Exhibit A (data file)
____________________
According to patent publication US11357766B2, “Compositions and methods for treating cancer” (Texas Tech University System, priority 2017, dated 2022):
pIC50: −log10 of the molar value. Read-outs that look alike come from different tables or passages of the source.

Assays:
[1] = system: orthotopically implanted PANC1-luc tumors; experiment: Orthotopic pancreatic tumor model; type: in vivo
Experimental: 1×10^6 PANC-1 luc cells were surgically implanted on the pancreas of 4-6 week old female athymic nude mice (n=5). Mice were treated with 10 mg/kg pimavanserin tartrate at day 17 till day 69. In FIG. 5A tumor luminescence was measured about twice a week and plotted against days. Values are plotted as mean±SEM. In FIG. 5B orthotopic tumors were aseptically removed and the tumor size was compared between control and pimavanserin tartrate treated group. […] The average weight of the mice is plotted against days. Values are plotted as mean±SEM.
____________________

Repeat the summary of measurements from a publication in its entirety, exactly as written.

According to patent publication US11357766B2, “Compositions and methods for treating cancer” (Texas Tech University System, priority 2017, dated 2022):
pIC50: −log10 of the molar value. Read-outs that look alike come from different tables or passages of the source.

Assays:
[1] = system: orthotopically implanted PANC1-luc tumors; experiment: Orthotopic pancreatic tumor model; type: in vivo
Experimental: 1×10^6 PANC-1 luc cells were surgically implanted on the pancreas of 4-6 week old female athymic nude mice (n=5). Mice were treated with 10 mg/kg pimavanserin tartrate at day 17 till day 69. In FIG. 5A tumor luminescence was measured about twice a week and plotted against days. Values are plotted as mean±SEM. In FIG. 5B orthotopic tumors were aseptically removed and the tumor size was compared between control and pimavanserin tartrate treated group. […] The average weight of the mice is plotted against days. Values are plotted as mean±SEM.